About this Research Topic
Holocaust Education is an important part of Human Rights Education. Teachers, readers, and learners at all levels benefit from Holocaust and Human Rights Education (HHRE). HHRE can and should be incorporated into multicultural education at many educational levels and in a variety of global curricula, including secondary and post-secondary social sciences and humanities, among others.
Sociology, history, and education share insights into HHRE. Sharing successful and innovative methods in teaching and learning through HHRE can help address the ongoing needs for educational curricula and historical understanding. Blending HHRE into multicultural education helps address wider social concerns about inequalities and diversities. Sharing best practices and elaborating HHRE is also an ethical path into the future, in line with both public laws and professional ethics in many professions and disciplines.
Resources for Holocaust educators are rapidly expanding and diversifying, providing access to new forms of information, education and training. Navigating this diversity of information benefits from leading organizations, research, and guidance from educators. In the US, many states are now mandating resources for Holocaust and Human Rights Education be available to all school entities. Teachers are participating in online and group training and traveling to conferences to learn about HHRE. Students of social studies, along with teachers and scholars in the humanities and social sciences, are discovering the holocaust anew. Historical and modern examples of genocide continue to create international concern and require educated responses.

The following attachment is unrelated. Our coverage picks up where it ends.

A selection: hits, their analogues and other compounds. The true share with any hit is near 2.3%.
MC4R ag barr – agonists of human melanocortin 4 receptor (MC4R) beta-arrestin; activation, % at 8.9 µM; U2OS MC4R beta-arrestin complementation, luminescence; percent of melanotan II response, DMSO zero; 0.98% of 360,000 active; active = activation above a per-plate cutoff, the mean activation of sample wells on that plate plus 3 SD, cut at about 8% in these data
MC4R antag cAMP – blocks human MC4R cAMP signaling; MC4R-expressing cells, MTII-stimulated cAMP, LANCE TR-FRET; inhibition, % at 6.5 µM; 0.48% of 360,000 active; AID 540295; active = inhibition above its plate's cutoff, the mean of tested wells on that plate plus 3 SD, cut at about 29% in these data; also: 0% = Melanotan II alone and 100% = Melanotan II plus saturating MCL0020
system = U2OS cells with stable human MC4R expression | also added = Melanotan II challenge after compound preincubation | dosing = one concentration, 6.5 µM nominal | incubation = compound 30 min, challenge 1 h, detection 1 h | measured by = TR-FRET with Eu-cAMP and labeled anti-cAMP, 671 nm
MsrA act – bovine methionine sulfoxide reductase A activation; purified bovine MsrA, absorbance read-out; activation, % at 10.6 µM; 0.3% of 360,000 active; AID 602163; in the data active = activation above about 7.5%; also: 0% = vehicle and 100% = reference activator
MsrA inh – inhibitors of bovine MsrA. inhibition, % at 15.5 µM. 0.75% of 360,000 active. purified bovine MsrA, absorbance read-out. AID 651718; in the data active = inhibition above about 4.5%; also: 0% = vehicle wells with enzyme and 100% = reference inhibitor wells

Potential themes that authors in this Research Topic will address:
1. How ongoing concerns for Human Rights, the Holocaust, and the prevention of genocide are recognized by the United Nations and other global and national organizations.
2. How uses of narratives and witness-testimonials from the Holocaust and other genocide are extending chains of survival into the future, decreasing Holocaust amnesia.
3. How national and international museums and memorials to genocides are being used to provide educational enrichment at many levels.
Dr Michael Polgar (Pennsylvania State University)
Dr Kristina Elaine Cerling (Houston Baptist University)
Dr Ariel Resnikoff (University of Pennsylvania)
Keywords: Holocaust, Human Rights, Education
Important Note: All contributions to this Research Topic must be within the scope of the section and journal to which they are submitted, as defined in their mission statements. Frontiers reserves the right to guide an out-of-scope manuscript to a more suitable section or journal at any stage of peer review.